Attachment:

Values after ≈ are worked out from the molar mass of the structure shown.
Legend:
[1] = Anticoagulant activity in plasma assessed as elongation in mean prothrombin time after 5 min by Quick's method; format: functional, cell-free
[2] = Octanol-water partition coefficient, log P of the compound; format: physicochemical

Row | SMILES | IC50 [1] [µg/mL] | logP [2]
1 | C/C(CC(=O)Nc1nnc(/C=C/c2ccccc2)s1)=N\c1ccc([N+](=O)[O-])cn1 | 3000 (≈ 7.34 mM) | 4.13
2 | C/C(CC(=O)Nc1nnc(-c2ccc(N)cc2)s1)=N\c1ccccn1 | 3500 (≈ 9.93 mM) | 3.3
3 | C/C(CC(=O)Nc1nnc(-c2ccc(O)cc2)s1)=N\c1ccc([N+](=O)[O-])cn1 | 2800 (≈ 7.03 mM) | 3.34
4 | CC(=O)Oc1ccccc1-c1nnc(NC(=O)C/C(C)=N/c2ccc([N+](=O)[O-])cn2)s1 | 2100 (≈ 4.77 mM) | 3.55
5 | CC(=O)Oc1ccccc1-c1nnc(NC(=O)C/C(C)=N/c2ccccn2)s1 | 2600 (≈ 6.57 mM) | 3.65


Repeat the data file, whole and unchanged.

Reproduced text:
Values after ≈ are worked out from the molar mass of the structure shown.
Legend:
[1] = Anticoagulant activity in plasma assessed as elongation in mean prothrombin time after 5 min by Quick's method; format: functional, cell-free
[2] = Octanol-water partition coefficient, log P of the compound; format: physicochemical

Row | SMILES | IC50 [1] [µg/mL] | logP [2]
1 | C/C(CC(=O)Nc1nnc(/C=C/c2ccccc2)s1)=N\c1ccc([N+](=O)[O-])cn1 | 3000 (≈ 7.34 mM) | 4.13
2 | C/C(CC(=O)Nc1nnc(-c2ccc(N)cc2)s1)=N\c1ccccn1 | 3500 (≈ 9.93 mM) | 3.3
3 | C/C(CC(=O)Nc1nnc(-c2ccc(O)cc2)s1)=N\c1ccc([N+](=O)[O-])cn1 | 2800 (≈ 7.03 mM) | 3.34
4 | CC(=O)Oc1ccccc1-c1nnc(NC(=O)C/C(C)=N/c2ccc([N+](=O)[O-])cn2)s1 | 2100 (≈ 4.77 mM) | 3.55
5 | CC(=O)Oc1ccccc1-c1nnc(NC(=O)C/C(C)=N/c2ccccn2)s1 | 2600 (≈ 6.57 mM) | 3.65